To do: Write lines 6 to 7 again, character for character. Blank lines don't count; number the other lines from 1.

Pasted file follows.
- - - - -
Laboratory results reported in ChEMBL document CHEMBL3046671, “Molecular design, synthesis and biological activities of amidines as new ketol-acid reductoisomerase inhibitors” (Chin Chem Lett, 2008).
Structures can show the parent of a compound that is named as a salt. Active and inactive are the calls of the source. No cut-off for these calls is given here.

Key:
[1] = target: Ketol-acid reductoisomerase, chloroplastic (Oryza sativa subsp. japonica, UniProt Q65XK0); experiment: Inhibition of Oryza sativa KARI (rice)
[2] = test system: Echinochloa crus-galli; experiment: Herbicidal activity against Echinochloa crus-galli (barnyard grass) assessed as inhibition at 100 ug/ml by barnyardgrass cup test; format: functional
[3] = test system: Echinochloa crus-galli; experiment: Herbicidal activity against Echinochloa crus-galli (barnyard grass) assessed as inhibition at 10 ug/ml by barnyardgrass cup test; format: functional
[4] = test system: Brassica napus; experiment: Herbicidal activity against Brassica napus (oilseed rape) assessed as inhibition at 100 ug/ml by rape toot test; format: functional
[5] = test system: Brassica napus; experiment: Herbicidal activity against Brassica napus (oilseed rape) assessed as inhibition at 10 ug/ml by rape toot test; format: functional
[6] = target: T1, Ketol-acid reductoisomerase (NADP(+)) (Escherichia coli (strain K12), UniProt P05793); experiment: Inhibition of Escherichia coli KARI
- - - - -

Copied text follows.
[3] = test system: Echinochloa crus-galli; experiment: Herbicidal activity against Echinochloa crus-galli (barnyard grass) assessed as inhibition at 10 ug/ml by barnyardgrass cup test; format: functional
[4] = test system: Brassica napus; experiment: Herbicidal activity against Brassica napus (oilseed rape) assessed as inhibition at 100 ug/ml by rape toot test; format: functional